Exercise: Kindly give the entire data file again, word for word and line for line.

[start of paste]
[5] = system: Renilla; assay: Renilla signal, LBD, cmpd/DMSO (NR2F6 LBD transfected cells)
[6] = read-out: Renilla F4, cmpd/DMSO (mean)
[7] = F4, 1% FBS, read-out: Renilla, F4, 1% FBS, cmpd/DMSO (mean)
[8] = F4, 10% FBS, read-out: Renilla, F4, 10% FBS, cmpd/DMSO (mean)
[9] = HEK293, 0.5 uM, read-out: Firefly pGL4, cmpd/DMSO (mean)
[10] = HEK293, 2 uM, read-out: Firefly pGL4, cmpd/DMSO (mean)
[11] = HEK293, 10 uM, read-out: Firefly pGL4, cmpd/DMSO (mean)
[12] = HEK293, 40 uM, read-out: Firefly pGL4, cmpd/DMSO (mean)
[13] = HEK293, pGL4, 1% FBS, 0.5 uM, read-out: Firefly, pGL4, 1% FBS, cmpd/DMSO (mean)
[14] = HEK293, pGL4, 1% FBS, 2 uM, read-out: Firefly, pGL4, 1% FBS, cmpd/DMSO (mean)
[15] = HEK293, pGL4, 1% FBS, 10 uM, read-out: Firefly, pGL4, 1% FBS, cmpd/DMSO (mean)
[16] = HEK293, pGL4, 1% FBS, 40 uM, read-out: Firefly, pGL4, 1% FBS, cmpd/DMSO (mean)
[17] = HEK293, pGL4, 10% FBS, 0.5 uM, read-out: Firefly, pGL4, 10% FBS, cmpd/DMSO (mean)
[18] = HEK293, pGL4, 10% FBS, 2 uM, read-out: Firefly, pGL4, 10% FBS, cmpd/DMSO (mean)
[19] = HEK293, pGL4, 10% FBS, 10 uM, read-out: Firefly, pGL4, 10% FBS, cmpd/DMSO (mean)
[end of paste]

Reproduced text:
[5] = system: Renilla; assay: Renilla signal, LBD, cmpd/DMSO (NR2F6 LBD transfected cells)
[6] = read-out: Renilla F4, cmpd/DMSO (mean)
[7] = F4, 1% FBS, read-out: Renilla, F4, 1% FBS, cmpd/DMSO (mean)
[8] = F4, 10% FBS, read-out: Renilla, F4, 10% FBS, cmpd/DMSO (mean)
[9] = HEK293, 0.5 uM, read-out: Firefly pGL4, cmpd/DMSO (mean)
[10] = HEK293, 2 uM, read-out: Firefly pGL4, cmpd/DMSO (mean)
[11] = HEK293, 10 uM, read-out: Firefly pGL4, cmpd/DMSO (mean)
[12] = HEK293, 40 uM, read-out: Firefly pGL4, cmpd/DMSO (mean)
[13] = HEK293, pGL4, 1% FBS, 0.5 uM, read-out: Firefly, pGL4, 1% FBS, cmpd/DMSO (mean)
[14] = HEK293, pGL4, 1% FBS, 2 uM, read-out: Firefly, pGL4, 1% FBS, cmpd/DMSO (mean)
[15] = HEK293, pGL4, 1% FBS, 10 uM, read-out: Firefly, pGL4, 1% FBS, cmpd/DMSO (mean)
[16] = HEK293, pGL4, 1% FBS, 40 uM, read-out: Firefly, pGL4, 1% FBS, cmpd/DMSO (mean)
[17] = HEK293, pGL4, 10% FBS, 0.5 uM, read-out: Firefly, pGL4, 10% FBS, cmpd/DMSO (mean)
[18] = HEK293, pGL4, 10% FBS, 2 uM, read-out: Firefly, pGL4, 10% FBS, cmpd/DMSO (mean)
[19] = HEK293, pGL4, 10% FBS, 10 uM, read-out: Firefly, pGL4, 10% FBS, cmpd/DMSO (mean)